Man in the Midst of Nature - Reflections on the Death of a Porcupine, by D. H. Lawrence
There are many bare places on the little pine trees, towards the top, where the porcupines have gnawed the bark away and left the white flesh showing. And some trees are dying from the top. Everyone says porcupines should be killed; the Indians, Mexicans, Americans, all say the same. At full moon a month ago, when I went down the long clearing, in the brilliant moonlight, through the poor dry herbage a big porcupine began to waddle away from me, towards the trees and the darkness. It had a lumbering, beetle's, squalid motion, unpleasant. I followed it into the darkness of the timber, and there, squat like a great aureoled tick, or a bug, it was struggling up.
I stood near and watched, disliking the presence of the creature. It is a duty to kill the things. But the dislike of killing him was greater than the dislike of him. So I watched him climb. And he watched me. When he got nearly the height of a man, he hesitated and slithered down. Evidently, he had decided either that I was harmless or else that it was risky to go up any further, when I could knock him off so easily with a pole. So he slithered podgily down again, and waddled away with the same bestial motion of that white-spiky spoon tail. He was as big as a middle-sized pig; or more like a bear. I let him go. He was repugnant. He made a certain squalor in the moonlight of the Rocky Mountains. As all savagery has a touch of squalor that makes one a little sick at the stomach. And anyhow, it seemed almost more squalid to pick up a pine bough and push him over and hit him and kill him. A few days later Madame came in suddenly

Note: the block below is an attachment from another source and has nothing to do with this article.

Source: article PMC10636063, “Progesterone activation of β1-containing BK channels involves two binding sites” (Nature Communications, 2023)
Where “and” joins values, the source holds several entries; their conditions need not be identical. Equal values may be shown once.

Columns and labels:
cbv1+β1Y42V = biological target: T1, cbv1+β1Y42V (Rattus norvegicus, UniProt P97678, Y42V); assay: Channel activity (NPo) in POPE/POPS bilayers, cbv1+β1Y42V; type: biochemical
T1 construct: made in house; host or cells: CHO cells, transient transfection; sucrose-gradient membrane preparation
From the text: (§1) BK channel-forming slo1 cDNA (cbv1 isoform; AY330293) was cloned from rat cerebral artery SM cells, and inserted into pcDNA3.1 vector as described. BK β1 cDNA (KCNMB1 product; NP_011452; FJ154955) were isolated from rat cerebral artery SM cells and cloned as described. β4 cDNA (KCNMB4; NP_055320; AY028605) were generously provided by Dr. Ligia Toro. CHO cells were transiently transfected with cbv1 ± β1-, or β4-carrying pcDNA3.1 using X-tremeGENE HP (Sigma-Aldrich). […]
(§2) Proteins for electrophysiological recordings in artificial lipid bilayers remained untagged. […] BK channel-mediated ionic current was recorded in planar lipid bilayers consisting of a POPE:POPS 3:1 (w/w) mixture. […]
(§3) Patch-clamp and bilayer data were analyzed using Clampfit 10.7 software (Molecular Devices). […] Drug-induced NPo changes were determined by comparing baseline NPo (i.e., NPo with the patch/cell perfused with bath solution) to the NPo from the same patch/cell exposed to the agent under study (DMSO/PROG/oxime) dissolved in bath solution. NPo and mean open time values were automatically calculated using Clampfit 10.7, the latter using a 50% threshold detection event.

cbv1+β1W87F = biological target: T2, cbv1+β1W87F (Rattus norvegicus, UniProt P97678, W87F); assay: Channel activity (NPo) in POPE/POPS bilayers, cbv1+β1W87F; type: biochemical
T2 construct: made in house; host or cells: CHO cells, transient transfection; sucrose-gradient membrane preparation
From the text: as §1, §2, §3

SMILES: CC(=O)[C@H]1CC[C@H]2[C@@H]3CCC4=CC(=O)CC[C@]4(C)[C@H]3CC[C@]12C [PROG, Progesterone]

'Come', said she excitedly. 'There is a big porcupine drinking at the ditch. I thought at
first it was a bear!' When I got out he had gone We got through the fence and soon caught him up. Then he lumbered, with his white spoon-tail spiked with bristles, steering behind almost as if he were moving backwards, and this was his head. His long hairs above the quills were quivering with a dim grey gleam like a bush. And again I disliked him. 'Should one kill him?'
She hesitated, then with a sort of disgust:'Yes.'
I went back to the house and got the little twenty-two rifle. Now never in my life had I shot at any live thing - I never wanted to. Myself, individually, it was repugnant to me even to try. But something slowly hardens in a man's soul. And I knew now it had hardened in mine. I found the gun and, with rather trembling hands, got it loaded. Then I put back the trigger and followed the porcupine. It was still lumbering through the grass. Coming near, I aimed.
The trigger stuck. I pressed the little catch with a safety pin I found in my pocket, and released the trigger. Then we followed the porcupine. He was still lumbering through the trees. I went sideways on, stood quite near to him, and fired, in the clear-dark of the moonlight. And as usual, I aimed too high. He turned, went scuttling back whence he had come. I got another shell in place and followed. That time I fired full into the mound of his back, below the glistening halo. He seemed to stumble on his hidden nose, and struggled a few strides, ducking his head under like a hedgehog. 'He's not dead yet! Oh, fire again!' cried Madame. I fired, but the gun was empty. So I ran quickly for a cedar pole. The porcupine was lying still, with a subsiding halo. He stirred faintly. So I turned him and I hit him hard over the nose; or where, in the dark, the nose should have been. And it was done. He was dead. And, in the moonlight, I looked down on the first creature I had ever shot.
'Does it seem mean?', I asked aloud, doubtful.
Again Madame hesitated. Then: 'No!' she said resentfully.
And I felt she was right. Things like the porcupine, one must be able to shoot them if they get in one's way. One must be able to shoot. I, myself, must be able to shoot and to kill. For me, this was a volte-face. I have always preferred to walk around my porcupine rather than kill it. Now I know it's no good walking around. One must kill